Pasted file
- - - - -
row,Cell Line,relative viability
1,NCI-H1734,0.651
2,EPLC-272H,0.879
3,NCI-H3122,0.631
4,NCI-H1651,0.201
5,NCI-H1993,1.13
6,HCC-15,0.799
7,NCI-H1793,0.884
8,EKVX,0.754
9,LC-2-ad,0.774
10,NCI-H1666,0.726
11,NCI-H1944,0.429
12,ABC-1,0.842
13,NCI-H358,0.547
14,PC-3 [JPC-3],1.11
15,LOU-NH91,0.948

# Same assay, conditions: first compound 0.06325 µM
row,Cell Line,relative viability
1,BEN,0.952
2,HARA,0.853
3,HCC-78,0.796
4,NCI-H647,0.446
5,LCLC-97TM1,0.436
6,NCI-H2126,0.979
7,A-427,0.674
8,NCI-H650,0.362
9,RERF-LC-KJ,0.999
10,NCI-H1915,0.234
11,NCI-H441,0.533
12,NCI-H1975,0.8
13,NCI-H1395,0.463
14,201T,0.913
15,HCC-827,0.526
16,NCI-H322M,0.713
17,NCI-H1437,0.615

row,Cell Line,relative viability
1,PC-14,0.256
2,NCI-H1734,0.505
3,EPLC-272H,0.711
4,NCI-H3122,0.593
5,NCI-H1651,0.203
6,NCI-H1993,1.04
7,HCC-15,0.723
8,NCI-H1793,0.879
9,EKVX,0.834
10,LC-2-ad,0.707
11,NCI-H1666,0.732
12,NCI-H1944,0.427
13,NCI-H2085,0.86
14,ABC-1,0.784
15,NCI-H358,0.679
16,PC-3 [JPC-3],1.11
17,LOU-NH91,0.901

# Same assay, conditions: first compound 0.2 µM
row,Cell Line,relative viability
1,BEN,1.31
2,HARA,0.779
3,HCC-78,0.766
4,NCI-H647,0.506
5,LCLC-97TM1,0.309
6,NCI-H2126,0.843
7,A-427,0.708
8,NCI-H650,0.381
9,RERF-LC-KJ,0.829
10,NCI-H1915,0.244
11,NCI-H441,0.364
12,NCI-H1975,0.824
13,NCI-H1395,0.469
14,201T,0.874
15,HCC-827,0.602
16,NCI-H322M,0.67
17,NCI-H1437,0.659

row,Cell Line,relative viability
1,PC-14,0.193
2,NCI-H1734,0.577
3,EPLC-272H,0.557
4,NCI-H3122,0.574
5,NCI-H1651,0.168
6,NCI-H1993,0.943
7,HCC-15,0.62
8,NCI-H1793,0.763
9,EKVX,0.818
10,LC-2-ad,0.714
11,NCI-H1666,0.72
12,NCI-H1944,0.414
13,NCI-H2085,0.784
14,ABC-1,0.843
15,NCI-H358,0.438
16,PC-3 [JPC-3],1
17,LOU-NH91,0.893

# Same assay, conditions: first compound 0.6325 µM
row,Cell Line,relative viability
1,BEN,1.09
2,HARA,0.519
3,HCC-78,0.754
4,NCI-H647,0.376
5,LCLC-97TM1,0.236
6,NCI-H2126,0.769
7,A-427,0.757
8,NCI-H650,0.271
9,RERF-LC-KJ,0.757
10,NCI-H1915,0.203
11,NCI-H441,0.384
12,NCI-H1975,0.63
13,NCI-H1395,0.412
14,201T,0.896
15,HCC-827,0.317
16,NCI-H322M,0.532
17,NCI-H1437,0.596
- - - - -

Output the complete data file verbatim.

row,Cell Line,relative viability
1,NCI-H1734,0.651
2,EPLC-272H,0.879
3,NCI-H3122,0.631
4,NCI-H1651,0.201
5,NCI-H1993,1.13
6,HCC-15,0.799
7,NCI-H1793,0.884
8,EKVX,0.754
9,LC-2-ad,0.774
10,NCI-H1666,0.726
11,NCI-H1944,0.429
12,ABC-1,0.842
13,NCI-H358,0.547
14,PC-3 [JPC-3],1.11
15,LOU-NH91,0.948

# Same assay, conditions: first compound 0.06325 µM
row,Cell Line,relative viability
1,BEN,0.952
2,HARA,0.853
3,HCC-78,0.796
4,NCI-H647,0.446
5,LCLC-97TM1,0.436
6,NCI-H2126,0.979
7,A-427,0.674
8,NCI-H650,0.362
9,RERF-LC-KJ,0.999
10,NCI-H1915,0.234
11,NCI-H441,0.533
12,NCI-H1975,0.8
13,NCI-H1395,0.463
14,201T,0.913
15,HCC-827,0.526
16,NCI-H322M,0.713
17,NCI-H1437,0.615

row,Cell Line,relative viability
1,PC-14,0.256
2,NCI-H1734,0.505
3,EPLC-272H,0.711
4,NCI-H3122,0.593
5,NCI-H1651,0.203
6,NCI-H1993,1.04
7,HCC-15,0.723
8,NCI-H1793,0.879
9,EKVX,0.834
10,LC-2-ad,0.707
11,NCI-H1666,0.732
12,NCI-H1944,0.427
13,NCI-H2085,0.86
14,ABC-1,0.784
15,NCI-H358,0.679
16,PC-3 [JPC-3],1.11
17,LOU-NH91,0.901

# Same assay, conditions: first compound 0.2 µM
row,Cell Line,relative viability
1,BEN,1.31
2,HARA,0.779
3,HCC-78,0.766
4,NCI-H647,0.506
5,LCLC-97TM1,0.309
6,NCI-H2126,0.843
7,A-427,0.708
8,NCI-H650,0.381
9,RERF-LC-KJ,0.829
10,NCI-H1915,0.244
11,NCI-H441,0.364
12,NCI-H1975,0.824
13,NCI-H1395,0.469
14,201T,0.874
15,HCC-827,0.602
16,NCI-H322M,0.67
17,NCI-H1437,0.659

row,Cell Line,relative viability
1,PC-14,0.193
2,NCI-H1734,0.577
3,EPLC-272H,0.557
4,NCI-H3122,0.574
5,NCI-H1651,0.168
6,NCI-H1993,0.943
7,HCC-15,0.62
8,NCI-H1793,0.763
9,EKVX,0.818
10,LC-2-ad,0.714
11,NCI-H1666,0.72
12,NCI-H1944,0.414
13,NCI-H2085,0.784
14,ABC-1,0.843
15,NCI-H358,0.438
16,PC-3 [JPC-3],1
17,LOU-NH91,0.893

# Same assay, conditions: first compound 0.6325 µM
row,Cell Line,relative viability
1,BEN,1.09
2,HARA,0.519
3,HCC-78,0.754
4,NCI-H647,0.376
5,LCLC-97TM1,0.236
6,NCI-H2126,0.769
7,A-427,0.757
8,NCI-H650,0.271
9,RERF-LC-KJ,0.757
10,NCI-H1915,0.203
11,NCI-H441,0.384
12,NCI-H1975,0.63
13,NCI-H1395,0.412
14,201T,0.896
15,HCC-827,0.317
16,NCI-H322M,0.532
17,NCI-H1437,0.596